*284 On February 27, 1976, George H. Bonneville, in-house counsel for Weyerhaeuser, telephoned the plaintiff's attorneys, acknowledging receipt of the summons and complaint, and requesting an extension of time to answer the plaintiff's complaint. This telephone conversation was confirmed and documented by a letter from Weyerhaeuser's attorney, dated March 1, 1976. The letter stated, in relevant part:

"Confirming our telephone conversation of February 27, please consider this letter as an informal notice of appearance on behalf of Weyerhaeuser Company in the suit you recently instituted on behalf of your client, Petty's Skate Arena, against Weyerhaeuser Company and Burris Construction Company." (Emphasis added.)

The letter went on to state that Weyerhaeuser would like to "explore settlement possibilities prior to retaining counsel in South Carolina for formal appearance, answer and defense or settlement by local counsel."

It also said:

"If and when you conclude that the prospects of settlement of the claim against Weyerhaeuser do not justify further delay, I will arrange for formal appearance and answer by South Carolina counsel immediately upon notice from you."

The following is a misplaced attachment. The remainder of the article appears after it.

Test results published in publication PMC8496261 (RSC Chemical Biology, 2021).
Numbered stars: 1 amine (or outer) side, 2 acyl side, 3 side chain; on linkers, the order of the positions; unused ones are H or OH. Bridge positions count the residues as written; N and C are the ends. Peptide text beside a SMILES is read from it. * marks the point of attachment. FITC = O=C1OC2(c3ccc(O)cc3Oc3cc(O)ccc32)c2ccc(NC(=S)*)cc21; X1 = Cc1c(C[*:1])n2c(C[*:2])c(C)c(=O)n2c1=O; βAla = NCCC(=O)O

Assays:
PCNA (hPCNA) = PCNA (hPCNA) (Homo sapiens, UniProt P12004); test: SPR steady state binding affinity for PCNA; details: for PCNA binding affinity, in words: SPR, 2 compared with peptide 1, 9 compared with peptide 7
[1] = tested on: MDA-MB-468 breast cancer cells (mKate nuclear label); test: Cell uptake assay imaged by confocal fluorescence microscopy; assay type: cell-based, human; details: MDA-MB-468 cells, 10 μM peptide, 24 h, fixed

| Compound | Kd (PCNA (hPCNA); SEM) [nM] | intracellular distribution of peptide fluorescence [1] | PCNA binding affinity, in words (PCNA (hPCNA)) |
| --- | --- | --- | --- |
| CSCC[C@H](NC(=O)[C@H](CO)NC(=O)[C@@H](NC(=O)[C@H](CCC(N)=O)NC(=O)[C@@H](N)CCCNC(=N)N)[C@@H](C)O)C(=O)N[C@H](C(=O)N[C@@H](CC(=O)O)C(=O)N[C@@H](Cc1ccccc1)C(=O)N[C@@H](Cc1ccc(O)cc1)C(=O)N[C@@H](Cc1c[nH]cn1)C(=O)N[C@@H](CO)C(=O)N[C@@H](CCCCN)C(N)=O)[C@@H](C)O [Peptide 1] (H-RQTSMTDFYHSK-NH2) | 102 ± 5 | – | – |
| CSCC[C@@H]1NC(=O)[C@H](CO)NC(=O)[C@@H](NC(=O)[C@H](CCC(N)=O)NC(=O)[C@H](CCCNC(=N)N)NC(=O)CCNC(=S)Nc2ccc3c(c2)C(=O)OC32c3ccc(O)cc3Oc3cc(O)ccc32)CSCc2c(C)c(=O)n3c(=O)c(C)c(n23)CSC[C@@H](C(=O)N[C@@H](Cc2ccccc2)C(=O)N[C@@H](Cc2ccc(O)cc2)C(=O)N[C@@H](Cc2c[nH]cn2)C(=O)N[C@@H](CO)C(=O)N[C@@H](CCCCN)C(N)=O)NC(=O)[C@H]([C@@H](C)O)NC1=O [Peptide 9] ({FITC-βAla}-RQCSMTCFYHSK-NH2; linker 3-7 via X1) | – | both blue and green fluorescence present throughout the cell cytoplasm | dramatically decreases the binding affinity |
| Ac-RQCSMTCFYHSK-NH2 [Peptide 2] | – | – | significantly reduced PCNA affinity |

Plaintiff's counsel, on March 10, 1976, acknowledged receipt of the letter, saying:

"I am simply writing to you to confirm the fact that we are granting you an extension of time to answer or otherwise plead in this matter, ...."

On May 24, 1976, plaintiff's counsel wrote to Weyerhaeuser, offering to settle its claim upon payment of $40,000.00. Weyerhaeuser did not respond.

On July 7, 1976, plaintiff's counsel again wrote Weyerhaeuser, asking it to:

*285 "... let us know at your earliest convenience whether you are going to retain counsel and defend this case or settle Mr. Petty's claim."

Weyerhaeuser did not respond.

On August 9, plaintiff's counsel wrote Weyerhaeuser, saying:

"Please let us have some response from you concerning whether you will meet our settlement demand, or send us your answer to our complaint within ten days of the date of this letter."

Weyerhaeuser again ignored the communication.